- Other leave policies, including sick leave, FMLA leave, military leave, military spouse leave, bereavement leave, crime victim leave, and other forms of leave you choose or must include by federal, state, or local law
- Workers’ compensation policies
- Promotion and raise criteria
- Discipline policies
- Processes for filing complaints and handling disputes
- A statement that affirms employment-at-will
- Disclaimers that the handbook replaces any previous policy documents, that it can’t be construed as a contract or guarantee of employment, and it can change at the employer’s discretion
|If your small business has policies for dispute arbitration, nondisclosure agreements, nonsolicitation agreements, non-compete agreements, and assignments of intellectual property rights, you can include them in your employee handbook. But you should also provide them as separate written agreements that require your employees’ signatures.|
Be sure that your handbook also includes policies that matter to your business. These may include:
- How and when work time can be used for personal tasks
- Whether cell phones can be used while driving company vehicles
- When and how employees can discuss the business in external conversations/forums
- Specific behavior requirements
- Other expectations that need to be spelled out
|The National Labor Relation Board’s General Counsel is a great resource for forming handbook statements. One point the counsel makes is that terms should be clear, succinct, and specific, but they should not overreach or intrude on your employees’ legal rights.|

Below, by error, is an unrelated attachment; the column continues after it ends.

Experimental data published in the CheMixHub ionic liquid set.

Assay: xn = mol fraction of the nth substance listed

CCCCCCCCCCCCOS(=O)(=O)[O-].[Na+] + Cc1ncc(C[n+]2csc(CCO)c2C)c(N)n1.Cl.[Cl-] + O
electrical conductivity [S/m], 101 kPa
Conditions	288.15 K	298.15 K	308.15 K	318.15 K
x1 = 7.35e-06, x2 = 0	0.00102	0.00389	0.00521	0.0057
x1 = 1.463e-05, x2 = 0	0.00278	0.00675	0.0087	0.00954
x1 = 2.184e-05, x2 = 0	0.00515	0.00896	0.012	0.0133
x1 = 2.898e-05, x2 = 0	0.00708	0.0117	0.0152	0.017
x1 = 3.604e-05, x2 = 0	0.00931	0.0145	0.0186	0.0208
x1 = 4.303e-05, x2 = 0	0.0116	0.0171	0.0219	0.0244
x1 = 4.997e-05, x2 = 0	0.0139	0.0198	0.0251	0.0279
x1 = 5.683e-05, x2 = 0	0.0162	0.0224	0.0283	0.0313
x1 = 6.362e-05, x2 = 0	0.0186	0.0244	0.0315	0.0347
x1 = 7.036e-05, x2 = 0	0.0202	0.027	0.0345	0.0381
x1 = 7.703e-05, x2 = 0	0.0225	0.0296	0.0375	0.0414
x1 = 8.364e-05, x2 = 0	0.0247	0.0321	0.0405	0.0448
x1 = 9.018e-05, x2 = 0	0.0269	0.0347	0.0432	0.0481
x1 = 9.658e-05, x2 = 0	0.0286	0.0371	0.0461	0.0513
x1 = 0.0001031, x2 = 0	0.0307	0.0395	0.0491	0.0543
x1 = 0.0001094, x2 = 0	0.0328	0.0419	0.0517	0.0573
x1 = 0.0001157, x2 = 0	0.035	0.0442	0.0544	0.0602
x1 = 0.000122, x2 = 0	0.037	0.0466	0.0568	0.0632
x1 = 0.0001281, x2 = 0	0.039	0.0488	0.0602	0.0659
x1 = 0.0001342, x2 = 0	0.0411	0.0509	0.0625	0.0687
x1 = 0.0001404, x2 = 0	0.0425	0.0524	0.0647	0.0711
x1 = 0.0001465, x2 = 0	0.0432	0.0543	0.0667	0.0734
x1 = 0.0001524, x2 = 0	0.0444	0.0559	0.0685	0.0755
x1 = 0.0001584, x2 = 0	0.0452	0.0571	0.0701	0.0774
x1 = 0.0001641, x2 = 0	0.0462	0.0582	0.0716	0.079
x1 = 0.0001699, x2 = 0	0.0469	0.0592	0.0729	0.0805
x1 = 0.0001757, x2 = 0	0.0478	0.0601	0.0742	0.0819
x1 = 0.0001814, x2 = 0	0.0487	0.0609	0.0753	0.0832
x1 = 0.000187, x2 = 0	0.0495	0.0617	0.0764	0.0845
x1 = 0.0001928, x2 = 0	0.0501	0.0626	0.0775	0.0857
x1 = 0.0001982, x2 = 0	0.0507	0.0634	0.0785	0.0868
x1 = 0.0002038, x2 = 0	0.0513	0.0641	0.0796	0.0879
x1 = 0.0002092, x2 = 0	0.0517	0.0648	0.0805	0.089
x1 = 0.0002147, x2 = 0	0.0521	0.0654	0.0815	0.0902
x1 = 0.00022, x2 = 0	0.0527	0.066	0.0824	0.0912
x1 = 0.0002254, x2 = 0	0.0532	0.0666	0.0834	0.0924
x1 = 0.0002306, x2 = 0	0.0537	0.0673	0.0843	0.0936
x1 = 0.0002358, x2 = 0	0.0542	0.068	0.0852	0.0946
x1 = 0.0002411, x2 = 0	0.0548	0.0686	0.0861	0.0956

Finally, your handbook should include a detachable acknowledgment page. This page will include a statement that says the employee has read, understands, and agrees to follow the policies within the handbook. Each member of your small business should sign this page upon receipt of the employee handbook and return the signed form to you or your HR rep (who will store it in their personnel file).
Do I need to create more than one version of my employee handbook?
Some owners do. Here’s when it makes sense to take this step:
- If you have team members in states that enforce different employment laws.
- If you have team members in substantially different roles who need distinct sets of policies, practices, and procedures.
Of course, if your employees take on similar work from a standard location and all work within one state, you can likely get by with one version.
How should I set up my small business employee handbook?
There are lots of ways to lay out your handbook. The Society of Human Resource Managers (SHRM) suggests using this outline to organize the key points:
- Welcome Message
- Company Mission Statement
- Equal Opportunity Statement
- Contractual Disclaimer and At-Will Statement
- Purpose of the Employee Handbook
- Background Information on the Company
- Policies and Procedures
- Americans with Disabilities Act
- Personal Safety
- Sexual Harassment
- Drug and Alcohol
- Violence and Weapons
- Hours of Work
- Meal and Rest Periods
- Personnel Records
- Payroll Deductions
- Performance Reviews
- Termination: Reduction in Force, Layoff/Recall
- Bulletin Boards
- Phone, E-mail, and Internet Use
- Social Media
- Sick Leave
- Disability Leave
- Personal Leave
- Bereavement Leave
- Family and Medical Leave
- Jury Duty
- Military Leave
- Paid Time Off
- Health Insurance
- Life Insurance
- Retirement and Pension Plans